Body mass index
The BMI is calculated by dividing body weight in kilograms by height in meters squared. In studies with high population, BMI values are the most used for the analysis of body composition, but its interpretation in the individual context must be done with caution. The BMI is to estimate how much greater than the calculation result is, the greater the amount of body fat (GUEDES, 2006).
Despite being widely used, the method has shown some limitations. People with very high lean body mass because of the practice of physical exercise or very low due to some disease or accident, can alter the calculation without it can be calculated if there have been changes in lean mass or body fat.
The higher proportion of body fat is located in the subcutaneous tissue and thus the measurement of their thickness is used as the amount of body fat indicator located in a particular region of the body. Due to fluctuations in body fat volume according to body region, it is required measuring the folds of various regions of the body to an appropriate calculation (GUEDES, 2006).
Due to its easy use and lower cost in comparison to other methods, the technique has been widely used for the calculation of body fat. The type of caliper used and the evaluator’s experience are crucial to an accurate assessment (GUEDES, 2006).
Some of the more equations used to calculate the percentage of body fat by skin folds are the proposals for Deurenberg et al (1990) that consider gender, ethnicity, age and sexual maturity (pre-pubescent or post-pubescent), and the equation proposed by Slaughter et al (1988), which are considered gender and ethnicity.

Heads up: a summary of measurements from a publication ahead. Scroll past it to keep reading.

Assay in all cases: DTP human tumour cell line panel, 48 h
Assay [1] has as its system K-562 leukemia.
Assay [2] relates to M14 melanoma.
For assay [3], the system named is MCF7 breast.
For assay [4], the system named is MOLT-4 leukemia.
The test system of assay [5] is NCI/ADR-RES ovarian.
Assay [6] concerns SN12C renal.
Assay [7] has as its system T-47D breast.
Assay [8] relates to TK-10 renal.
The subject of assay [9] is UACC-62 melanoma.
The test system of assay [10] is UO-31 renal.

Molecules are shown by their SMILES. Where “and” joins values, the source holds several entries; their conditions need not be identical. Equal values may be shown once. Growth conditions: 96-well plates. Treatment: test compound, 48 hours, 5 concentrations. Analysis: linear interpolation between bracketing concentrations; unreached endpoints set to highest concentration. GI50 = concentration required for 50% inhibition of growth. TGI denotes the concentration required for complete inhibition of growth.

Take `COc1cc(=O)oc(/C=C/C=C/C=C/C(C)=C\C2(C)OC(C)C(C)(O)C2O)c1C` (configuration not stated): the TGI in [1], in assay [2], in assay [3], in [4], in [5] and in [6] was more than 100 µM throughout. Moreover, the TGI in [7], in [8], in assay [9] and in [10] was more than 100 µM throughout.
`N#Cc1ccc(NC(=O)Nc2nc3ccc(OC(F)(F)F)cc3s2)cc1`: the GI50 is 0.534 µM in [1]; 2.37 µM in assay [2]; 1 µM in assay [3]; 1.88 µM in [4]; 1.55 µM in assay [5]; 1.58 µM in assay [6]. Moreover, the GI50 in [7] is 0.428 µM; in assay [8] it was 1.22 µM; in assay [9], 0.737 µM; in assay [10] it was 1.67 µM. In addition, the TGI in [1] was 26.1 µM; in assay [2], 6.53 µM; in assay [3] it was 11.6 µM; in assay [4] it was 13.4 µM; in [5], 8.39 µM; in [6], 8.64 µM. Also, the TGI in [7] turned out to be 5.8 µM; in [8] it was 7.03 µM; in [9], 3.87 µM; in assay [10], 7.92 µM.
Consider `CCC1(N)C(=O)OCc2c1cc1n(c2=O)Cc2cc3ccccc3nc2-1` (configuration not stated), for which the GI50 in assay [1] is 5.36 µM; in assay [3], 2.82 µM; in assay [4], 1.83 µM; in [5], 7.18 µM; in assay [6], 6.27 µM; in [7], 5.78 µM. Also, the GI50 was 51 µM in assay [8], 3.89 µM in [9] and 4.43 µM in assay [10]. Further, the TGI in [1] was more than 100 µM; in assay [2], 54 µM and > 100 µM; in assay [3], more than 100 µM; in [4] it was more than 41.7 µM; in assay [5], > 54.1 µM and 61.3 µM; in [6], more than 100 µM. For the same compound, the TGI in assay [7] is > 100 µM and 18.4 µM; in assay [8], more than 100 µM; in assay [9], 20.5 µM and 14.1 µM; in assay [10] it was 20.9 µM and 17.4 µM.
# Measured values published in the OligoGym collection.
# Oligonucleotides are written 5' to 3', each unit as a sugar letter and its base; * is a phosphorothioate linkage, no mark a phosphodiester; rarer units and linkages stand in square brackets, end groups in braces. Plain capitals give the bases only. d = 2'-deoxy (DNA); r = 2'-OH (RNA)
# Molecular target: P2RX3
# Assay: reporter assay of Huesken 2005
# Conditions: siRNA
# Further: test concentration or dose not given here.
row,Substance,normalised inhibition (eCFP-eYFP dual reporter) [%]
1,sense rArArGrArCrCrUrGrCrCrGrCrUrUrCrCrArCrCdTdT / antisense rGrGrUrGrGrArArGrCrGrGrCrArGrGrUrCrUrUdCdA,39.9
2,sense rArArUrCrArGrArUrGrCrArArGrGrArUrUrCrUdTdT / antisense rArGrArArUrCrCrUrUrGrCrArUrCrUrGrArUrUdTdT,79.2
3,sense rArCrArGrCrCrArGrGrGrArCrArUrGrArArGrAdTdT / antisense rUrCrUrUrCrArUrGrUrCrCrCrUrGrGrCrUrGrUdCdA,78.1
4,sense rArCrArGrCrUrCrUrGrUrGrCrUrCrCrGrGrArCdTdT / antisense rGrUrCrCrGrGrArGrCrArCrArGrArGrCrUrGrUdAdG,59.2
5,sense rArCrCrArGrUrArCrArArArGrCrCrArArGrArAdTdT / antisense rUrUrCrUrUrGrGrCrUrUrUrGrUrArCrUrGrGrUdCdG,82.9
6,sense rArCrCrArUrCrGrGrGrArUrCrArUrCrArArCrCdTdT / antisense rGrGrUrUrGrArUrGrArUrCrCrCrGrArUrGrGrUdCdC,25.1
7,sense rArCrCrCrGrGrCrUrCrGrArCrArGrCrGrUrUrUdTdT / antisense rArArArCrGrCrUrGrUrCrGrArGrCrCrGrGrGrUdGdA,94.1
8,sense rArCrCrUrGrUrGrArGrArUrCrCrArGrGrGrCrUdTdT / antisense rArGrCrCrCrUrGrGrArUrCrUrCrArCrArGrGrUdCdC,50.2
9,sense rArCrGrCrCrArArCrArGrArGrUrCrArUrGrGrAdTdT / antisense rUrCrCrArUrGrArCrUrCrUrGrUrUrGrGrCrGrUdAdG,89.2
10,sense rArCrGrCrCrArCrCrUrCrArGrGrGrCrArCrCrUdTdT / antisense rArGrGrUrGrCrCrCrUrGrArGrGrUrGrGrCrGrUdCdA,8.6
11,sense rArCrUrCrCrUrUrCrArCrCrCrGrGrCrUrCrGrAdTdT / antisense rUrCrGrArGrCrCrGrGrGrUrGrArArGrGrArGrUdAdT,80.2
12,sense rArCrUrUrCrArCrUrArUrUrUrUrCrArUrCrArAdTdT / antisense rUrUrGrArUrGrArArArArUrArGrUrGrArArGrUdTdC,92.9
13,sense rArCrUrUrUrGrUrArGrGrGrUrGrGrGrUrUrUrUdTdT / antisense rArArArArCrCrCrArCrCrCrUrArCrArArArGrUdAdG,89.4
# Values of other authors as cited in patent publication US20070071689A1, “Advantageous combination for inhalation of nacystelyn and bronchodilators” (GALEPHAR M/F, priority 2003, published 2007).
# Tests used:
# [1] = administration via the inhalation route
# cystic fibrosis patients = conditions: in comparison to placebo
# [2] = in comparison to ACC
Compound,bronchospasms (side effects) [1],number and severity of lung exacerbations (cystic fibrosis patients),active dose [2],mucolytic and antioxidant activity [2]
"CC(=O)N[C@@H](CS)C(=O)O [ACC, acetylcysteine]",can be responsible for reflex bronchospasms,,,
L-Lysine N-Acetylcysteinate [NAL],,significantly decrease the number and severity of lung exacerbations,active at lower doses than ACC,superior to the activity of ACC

The method is advisable for smaller populations and has limitations in people with high body fat.
Perimeter measures more used in the evaluation of body composition in children are: waist circumference and waist / hip ratio. Concern about such measures of the greater risk to health related to fat accumulation in this region of the body, regardless of age and the amount of total body fat (THOMAS et al., 2004).
A major limitation to the use of waist circumference in children is the absence of a Recommended cutoff worldwide to evaluate the risk of developing cardiovascular and metabolic diseases.
Waist / height
The waist / height is calculated by dividing waist circumference (cm) by measuring the height (cm). Some authors emphasize the importance of this calculation to associate the result to cardiovascular risk factors in adults and children (LIN et al, 2002;. FREEDMAN et al., 2007). The waist / height is a key indicator to measure abdominal obesity and discriminates CHD risk better than BMI and waist circumference (LI et al., 2006). A higher value of 0.50 is suggested as the cutoff point for the risk of developing cardiovascular disease in individuals of both sexes from the age of six. Such a cut-off point can not be used for children under five years because studies show that this figure overestimates the risk of developing heart disease (SAVVA et al., 2000; HSIEH et al., 2003).